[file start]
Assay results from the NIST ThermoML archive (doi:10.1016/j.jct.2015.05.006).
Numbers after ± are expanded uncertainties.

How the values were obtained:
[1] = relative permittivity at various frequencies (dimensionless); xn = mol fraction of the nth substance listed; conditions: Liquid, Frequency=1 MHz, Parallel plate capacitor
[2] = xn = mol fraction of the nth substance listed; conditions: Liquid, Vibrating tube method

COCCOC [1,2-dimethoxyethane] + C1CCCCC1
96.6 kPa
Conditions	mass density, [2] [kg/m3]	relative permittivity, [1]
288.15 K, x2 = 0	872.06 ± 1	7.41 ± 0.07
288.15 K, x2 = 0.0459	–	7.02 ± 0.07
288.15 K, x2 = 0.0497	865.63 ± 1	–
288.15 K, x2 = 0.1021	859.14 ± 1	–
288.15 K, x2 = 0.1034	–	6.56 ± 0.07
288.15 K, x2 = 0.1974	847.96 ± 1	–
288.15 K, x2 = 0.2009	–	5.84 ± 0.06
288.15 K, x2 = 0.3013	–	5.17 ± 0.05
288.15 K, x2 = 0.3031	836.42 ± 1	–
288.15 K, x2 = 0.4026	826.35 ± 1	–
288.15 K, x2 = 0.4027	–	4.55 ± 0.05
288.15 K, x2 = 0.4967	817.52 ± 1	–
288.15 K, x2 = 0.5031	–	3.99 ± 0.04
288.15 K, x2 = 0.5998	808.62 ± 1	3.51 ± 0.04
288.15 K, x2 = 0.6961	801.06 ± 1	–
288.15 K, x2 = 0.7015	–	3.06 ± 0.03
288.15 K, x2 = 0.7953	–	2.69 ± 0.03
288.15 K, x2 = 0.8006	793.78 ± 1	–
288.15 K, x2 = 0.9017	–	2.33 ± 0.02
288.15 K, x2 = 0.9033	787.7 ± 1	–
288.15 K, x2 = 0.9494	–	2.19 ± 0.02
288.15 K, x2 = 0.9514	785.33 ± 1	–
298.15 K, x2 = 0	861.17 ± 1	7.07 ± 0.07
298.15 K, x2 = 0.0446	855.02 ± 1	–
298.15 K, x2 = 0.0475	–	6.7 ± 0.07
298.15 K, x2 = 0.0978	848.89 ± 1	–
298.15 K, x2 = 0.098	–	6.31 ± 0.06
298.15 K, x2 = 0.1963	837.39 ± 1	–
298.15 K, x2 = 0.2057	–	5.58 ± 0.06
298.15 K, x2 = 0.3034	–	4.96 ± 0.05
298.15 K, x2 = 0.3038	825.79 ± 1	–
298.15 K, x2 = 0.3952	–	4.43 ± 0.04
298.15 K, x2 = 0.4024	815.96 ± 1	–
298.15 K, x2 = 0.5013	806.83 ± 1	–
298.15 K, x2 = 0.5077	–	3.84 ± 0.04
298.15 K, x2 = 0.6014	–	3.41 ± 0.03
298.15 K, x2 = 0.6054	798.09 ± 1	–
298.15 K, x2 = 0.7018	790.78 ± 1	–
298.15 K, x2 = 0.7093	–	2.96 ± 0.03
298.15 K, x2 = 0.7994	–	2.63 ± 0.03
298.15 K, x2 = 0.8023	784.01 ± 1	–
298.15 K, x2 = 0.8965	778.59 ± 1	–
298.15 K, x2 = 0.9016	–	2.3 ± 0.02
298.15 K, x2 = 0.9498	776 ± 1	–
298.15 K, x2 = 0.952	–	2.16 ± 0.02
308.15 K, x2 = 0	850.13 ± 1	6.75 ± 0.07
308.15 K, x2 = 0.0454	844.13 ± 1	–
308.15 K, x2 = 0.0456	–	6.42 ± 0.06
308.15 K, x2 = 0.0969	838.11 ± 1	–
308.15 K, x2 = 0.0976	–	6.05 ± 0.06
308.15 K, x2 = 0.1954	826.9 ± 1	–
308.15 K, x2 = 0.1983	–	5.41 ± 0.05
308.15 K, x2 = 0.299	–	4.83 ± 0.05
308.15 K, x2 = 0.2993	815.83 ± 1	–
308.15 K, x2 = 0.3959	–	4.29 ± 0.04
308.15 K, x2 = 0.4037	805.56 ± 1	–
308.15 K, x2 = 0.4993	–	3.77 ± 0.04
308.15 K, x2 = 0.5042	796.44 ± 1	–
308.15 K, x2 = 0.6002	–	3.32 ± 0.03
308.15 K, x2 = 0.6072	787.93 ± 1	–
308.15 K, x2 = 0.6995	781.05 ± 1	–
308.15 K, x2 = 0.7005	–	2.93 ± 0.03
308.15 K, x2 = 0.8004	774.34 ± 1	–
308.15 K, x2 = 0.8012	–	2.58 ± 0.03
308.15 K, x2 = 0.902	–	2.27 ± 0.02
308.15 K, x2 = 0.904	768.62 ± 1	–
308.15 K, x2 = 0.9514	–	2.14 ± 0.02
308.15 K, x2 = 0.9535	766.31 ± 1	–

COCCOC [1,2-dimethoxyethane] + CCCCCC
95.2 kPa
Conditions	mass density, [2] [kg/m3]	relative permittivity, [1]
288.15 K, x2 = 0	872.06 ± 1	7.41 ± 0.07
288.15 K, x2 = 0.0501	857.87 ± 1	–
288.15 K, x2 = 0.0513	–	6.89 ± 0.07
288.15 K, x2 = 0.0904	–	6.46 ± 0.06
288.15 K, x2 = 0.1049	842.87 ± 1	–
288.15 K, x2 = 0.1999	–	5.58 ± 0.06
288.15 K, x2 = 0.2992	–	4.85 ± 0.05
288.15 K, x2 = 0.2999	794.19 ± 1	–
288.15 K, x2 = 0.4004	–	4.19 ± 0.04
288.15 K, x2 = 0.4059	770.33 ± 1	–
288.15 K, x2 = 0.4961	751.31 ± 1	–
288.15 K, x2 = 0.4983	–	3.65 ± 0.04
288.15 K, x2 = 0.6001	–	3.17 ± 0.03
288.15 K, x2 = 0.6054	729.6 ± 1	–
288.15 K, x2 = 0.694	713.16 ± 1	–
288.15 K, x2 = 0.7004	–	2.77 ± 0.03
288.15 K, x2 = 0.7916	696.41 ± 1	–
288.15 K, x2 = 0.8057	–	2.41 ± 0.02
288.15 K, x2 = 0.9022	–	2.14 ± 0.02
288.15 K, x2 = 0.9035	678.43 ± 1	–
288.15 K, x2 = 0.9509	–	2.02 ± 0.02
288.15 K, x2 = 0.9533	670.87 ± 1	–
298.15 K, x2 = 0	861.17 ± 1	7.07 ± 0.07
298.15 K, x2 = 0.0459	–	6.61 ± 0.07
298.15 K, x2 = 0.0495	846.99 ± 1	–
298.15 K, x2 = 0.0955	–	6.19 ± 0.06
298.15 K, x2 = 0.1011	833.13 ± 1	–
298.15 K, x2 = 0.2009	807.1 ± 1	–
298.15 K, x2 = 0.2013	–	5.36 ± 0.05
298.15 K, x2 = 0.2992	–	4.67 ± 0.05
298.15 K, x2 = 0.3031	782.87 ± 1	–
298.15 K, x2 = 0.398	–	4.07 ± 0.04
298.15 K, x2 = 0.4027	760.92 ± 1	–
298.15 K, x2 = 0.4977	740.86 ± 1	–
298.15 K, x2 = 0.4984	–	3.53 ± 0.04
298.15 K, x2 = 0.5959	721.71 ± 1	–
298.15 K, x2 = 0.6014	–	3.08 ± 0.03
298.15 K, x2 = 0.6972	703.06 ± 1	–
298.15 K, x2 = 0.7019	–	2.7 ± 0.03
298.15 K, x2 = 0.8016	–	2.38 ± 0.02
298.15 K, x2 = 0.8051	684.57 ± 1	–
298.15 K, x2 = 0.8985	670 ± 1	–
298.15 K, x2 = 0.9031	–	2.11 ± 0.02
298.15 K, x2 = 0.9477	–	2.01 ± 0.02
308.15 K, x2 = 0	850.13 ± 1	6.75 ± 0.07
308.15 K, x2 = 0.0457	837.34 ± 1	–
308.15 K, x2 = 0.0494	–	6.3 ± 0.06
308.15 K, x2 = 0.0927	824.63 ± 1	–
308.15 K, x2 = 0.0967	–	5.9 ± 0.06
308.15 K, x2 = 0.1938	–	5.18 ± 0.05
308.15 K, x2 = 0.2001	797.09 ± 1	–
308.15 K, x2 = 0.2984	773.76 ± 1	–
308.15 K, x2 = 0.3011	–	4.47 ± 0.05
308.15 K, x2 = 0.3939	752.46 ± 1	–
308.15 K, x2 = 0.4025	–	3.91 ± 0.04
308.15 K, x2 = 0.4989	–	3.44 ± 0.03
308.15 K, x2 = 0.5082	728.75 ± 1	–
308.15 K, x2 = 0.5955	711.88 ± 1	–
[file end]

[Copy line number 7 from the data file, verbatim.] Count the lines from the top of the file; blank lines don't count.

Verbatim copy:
96.6 kPa